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In Georgia, it is legal for doctors to deny women abortion care based on their personal beliefs. This remains the case in remote regions where there is only one clinic.
Abortion is not covered by the national health care system, not even for socially vulnerable people.
Women in Georgia face many challenges in accessing sexual and reproductive health care. For starters, many live in rural communities where job opportunities are limited and poverty is high.
Georgia, a low-middle income country located at the crossroads between western Asia and eastern Europe, has come a long way since gaining independence from the Soviet Union in 1991.
Tamar (not her real name) was 30 and a mother of two children when she found out she was facing an unintended pregnancy.
Dina was just 15 years old when she married her husband, and 16 years old when she had her first child.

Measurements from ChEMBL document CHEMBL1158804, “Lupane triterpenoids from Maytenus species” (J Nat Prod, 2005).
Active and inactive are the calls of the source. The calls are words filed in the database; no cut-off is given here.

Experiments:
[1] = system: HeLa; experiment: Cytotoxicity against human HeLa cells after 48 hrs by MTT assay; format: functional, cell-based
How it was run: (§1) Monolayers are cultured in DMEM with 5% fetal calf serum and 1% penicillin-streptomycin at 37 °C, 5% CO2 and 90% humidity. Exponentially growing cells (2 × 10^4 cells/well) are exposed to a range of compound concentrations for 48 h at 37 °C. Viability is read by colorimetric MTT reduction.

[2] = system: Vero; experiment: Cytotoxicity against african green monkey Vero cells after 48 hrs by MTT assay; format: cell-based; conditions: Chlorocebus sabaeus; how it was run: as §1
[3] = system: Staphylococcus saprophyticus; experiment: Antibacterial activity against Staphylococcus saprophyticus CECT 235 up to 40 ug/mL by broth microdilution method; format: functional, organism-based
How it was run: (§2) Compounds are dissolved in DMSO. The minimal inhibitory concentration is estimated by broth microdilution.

Following years of campaigning and perseverance, a seismic change in public opinion on abortion had taken place. With the 8th amendment now repealed, Ireland’s Government has committed to delivering legislation which legalizes abortion care on a woman’s own indication in the first twelve weeks of pregnancy.
Irish Labour Senator, Ivana Bacik, discusses her involvement in the fight for reproductive freedom in Ireland.
Maeve Taylor, Director of Advocacy and Communications at the Irish Family Planning Association, talks about shifting conversation on abortion care away from the political realm.
Áine Kavanagh, who works as Advocacy and Communications Assistant at the Irish Family Planning Association, talks about being a young person in a rapidly changing Ireland.